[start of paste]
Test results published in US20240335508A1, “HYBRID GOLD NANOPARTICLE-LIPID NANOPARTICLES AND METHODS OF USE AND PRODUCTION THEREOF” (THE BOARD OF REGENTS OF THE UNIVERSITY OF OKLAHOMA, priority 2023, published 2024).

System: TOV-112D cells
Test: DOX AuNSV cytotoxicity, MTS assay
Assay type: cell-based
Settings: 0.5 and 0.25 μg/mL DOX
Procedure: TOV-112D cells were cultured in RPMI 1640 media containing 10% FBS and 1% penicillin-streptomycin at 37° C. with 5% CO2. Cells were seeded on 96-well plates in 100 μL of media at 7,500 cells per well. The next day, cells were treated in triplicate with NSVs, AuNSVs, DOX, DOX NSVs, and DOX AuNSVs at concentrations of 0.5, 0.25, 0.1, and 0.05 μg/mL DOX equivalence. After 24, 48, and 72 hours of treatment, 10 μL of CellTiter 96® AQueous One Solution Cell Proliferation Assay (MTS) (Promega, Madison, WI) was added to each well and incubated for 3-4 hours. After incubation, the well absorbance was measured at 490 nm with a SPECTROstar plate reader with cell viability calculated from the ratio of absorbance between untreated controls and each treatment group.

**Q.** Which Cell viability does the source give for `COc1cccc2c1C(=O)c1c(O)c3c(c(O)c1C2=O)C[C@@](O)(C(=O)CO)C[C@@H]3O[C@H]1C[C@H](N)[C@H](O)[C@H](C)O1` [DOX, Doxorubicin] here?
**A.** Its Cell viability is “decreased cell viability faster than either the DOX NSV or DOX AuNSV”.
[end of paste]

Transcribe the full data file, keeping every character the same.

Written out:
Test results published in US20240335508A1, “HYBRID GOLD NANOPARTICLE-LIPID NANOPARTICLES AND METHODS OF USE AND PRODUCTION THEREOF” (THE BOARD OF REGENTS OF THE UNIVERSITY OF OKLAHOMA, priority 2023, published 2024).

System: TOV-112D cells
Test: DOX AuNSV cytotoxicity, MTS assay
Assay type: cell-based
Settings: 0.5 and 0.25 μg/mL DOX
Procedure: TOV-112D cells were cultured in RPMI 1640 media containing 10% FBS and 1% penicillin-streptomycin at 37° C. with 5% CO2. Cells were seeded on 96-well plates in 100 μL of media at 7,500 cells per well. The next day, cells were treated in triplicate with NSVs, AuNSVs, DOX, DOX NSVs, and DOX AuNSVs at concentrations of 0.5, 0.25, 0.1, and 0.05 μg/mL DOX equivalence. After 24, 48, and 72 hours of treatment, 10 μL of CellTiter 96® AQueous One Solution Cell Proliferation Assay (MTS) (Promega, Madison, WI) was added to each well and incubated for 3-4 hours. After incubation, the well absorbance was measured at 490 nm with a SPECTROstar plate reader with cell viability calculated from the ratio of absorbance between untreated controls and each treatment group.

**Q.** Which Cell viability does the source give for `COc1cccc2c1C(=O)c1c(O)c3c(c(O)c1C2=O)C[C@@](O)(C(=O)CO)C[C@@H]3O[C@H]1C[C@H](N)[C@H](O)[C@H](C)O1` [DOX, Doxorubicin] here?
**A.** Its Cell viability is “decreased cell viability faster than either the DOX NSV or DOX AuNSV”.